As med school interviews begin, the time to prepare is now. These ten articles will get you thinking about important issues in health and health care, and may just pop into your head at a critical moment in the coming months.
Whether the med school interview format is one-on-one, panel, or Multiple Mini-Interview (MMI), your interviewers want to know more about you than what is written in your primary and secondary applications. This is a simple fact that plenty of applicants forget when nervous or under pressure. By familiarizing yourself with influential authors and current events in medicine, you can broaden your mental repertoire in preparation for med school interviews.
You may find that you are better able to articulate “why I want to be a doctor” after reading someone else’s words. Referencing a writer from whom you draw inspiration demonstrates a level of engagement with the world of medicine that goes beyond your premed courses. Your knowledge of major issues in health and health care delivery may also help you stand out on interview day. Finally, citing a scenario you encountered in an article, particularly during MMIs, can help show that you are thoughtful and analytical.
These ten articles are a great place to start, but as your first interview day approaches, keep on reading!
Dr. Ali Lotfi explains the type of ethical dilemmas you may be asked during your interview and the proper way of answering them when asked. The takeaway is that interviewers aren’t necessarily interested in your answer, but rather the thought process of how you got there is what’s of interest.
The New York Times offers a comprehensive review of all 50 states and there stances on abortion. Abortion laws have major implications on a physician’s ability to practice medicine. It’s vital to read up on your home states and the state you’ll be attending medical schools laws so you’ll be prepared on interview day if an ethical question arises.
Physician burnout is a real problem many practicing physicians face. According to the AMA, at the end of 2021 nearly 63% of physicians reported symptoms of burnout, up from 38% in 2020. It’s plausible for you to be asked what your thoughts are on the current trend and how you’ll combat burnout as a physician.
The most recent physician match showed 555 emergency physician residency spots go unfilled. There are a multitude of factors causing this ranging from the pandemic to long work hours. Having a strong understanding of why fewer medical students are choosing to specialize in emergency physician shows extreme interest in the field of medicine.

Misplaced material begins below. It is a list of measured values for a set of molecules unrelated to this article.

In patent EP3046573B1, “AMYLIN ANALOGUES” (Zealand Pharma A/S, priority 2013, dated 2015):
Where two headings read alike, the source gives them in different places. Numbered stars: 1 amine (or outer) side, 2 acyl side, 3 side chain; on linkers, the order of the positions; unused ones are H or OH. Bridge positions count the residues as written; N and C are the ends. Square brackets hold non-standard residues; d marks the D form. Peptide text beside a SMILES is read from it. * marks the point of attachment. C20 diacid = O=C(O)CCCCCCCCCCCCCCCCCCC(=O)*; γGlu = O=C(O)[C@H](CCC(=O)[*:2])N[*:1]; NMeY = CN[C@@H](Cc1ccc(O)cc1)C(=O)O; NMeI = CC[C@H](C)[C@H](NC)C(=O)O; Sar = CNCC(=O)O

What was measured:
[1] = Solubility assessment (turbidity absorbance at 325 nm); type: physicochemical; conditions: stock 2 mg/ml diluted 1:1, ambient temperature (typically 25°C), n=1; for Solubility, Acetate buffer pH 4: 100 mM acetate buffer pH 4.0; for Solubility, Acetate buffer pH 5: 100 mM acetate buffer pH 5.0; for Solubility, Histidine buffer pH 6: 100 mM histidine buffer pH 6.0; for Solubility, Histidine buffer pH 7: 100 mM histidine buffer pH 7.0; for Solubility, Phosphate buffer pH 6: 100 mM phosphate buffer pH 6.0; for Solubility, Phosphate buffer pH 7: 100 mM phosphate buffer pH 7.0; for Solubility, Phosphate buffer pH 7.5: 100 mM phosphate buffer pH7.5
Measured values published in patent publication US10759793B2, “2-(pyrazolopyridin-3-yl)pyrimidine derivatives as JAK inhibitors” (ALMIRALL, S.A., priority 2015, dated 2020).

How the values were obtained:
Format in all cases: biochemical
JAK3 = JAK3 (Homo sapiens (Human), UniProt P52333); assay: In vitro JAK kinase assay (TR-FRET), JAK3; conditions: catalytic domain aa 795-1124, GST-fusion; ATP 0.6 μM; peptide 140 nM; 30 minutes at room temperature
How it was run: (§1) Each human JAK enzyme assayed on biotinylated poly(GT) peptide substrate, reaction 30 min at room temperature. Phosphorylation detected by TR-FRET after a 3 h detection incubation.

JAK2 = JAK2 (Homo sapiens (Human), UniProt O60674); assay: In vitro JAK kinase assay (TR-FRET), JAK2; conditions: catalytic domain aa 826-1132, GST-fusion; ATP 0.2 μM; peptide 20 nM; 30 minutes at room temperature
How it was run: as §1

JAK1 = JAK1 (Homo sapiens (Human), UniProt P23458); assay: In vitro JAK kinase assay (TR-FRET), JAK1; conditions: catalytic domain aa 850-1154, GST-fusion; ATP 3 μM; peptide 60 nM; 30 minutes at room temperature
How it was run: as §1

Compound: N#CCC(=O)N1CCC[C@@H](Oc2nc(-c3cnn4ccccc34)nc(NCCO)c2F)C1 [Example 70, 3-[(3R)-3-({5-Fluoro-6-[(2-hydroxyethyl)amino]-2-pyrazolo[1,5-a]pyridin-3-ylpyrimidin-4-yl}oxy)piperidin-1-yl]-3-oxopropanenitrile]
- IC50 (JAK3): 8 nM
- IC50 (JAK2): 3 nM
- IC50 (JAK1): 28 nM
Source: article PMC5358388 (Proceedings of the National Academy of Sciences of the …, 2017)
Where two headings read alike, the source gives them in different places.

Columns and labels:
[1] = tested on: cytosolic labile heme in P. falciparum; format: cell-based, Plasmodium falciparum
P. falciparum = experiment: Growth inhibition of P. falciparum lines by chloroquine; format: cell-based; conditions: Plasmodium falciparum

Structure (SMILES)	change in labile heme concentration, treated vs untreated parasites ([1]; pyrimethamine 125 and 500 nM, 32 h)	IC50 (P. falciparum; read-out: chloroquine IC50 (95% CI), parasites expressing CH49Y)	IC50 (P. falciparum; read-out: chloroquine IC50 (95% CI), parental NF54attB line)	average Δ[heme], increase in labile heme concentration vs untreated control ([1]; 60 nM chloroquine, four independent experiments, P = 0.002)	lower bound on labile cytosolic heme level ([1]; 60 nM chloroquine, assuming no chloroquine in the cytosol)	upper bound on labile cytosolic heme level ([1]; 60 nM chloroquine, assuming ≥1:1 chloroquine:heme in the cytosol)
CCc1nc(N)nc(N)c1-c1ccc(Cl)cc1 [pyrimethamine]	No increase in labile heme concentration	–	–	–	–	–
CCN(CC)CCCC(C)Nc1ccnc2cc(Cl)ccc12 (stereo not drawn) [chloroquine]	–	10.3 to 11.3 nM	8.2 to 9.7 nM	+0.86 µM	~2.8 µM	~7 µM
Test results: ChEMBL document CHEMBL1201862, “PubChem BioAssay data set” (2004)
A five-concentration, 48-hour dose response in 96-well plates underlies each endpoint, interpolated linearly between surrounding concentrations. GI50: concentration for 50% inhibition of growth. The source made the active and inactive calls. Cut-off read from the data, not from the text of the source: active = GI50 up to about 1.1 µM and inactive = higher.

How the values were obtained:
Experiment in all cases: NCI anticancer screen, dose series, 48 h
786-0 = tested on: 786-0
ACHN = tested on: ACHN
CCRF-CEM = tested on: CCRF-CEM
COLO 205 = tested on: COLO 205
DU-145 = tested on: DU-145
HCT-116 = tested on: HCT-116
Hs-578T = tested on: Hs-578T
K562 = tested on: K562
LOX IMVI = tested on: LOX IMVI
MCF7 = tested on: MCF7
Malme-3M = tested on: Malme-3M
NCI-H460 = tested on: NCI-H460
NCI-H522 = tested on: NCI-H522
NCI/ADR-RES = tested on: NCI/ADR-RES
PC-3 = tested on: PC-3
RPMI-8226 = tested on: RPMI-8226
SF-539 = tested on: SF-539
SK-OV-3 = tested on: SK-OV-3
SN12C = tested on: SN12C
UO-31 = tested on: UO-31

The COVID-19 pandemic was an unprecedented time in history. With states mandating COVID-19 vaccines, many people were unsure of the reprcussions while others felt strongly to have mandates in place. As a future physician, it’s important you have the skills necessarily to deal with patients who are against having vaccines done.
Many students coming into medical school think their study methods from undergrad will work just fine in med school. However, this couldn’t be farther from the truth. Medical school is completely different and will require you to change the study methods you’re acclimated to. Having a study plan in place will show your interviewers you’re readiness for medical school if the topic of studying arises.
You can almost be certain you’ll be asked “Why our medical school?” on your interview day. Make sure your answer involves the medical school’s mission/values. Schools want to admit students who will fulfill the mission of their school.
It’s imperative you ask questions on your interview day. As this shows interest in the medical school and opens up the conversation.
For men, deciding what to wear to a medical school interview can be very stressful. It’s best to avoid flashy colors and excessive jewelry. Your first impression during your interview will be extremely important and you don’t want your outfit to be in that.
Similarly for women, choosing an outfit can be very stressful. The same advice given to men can also be applied to women.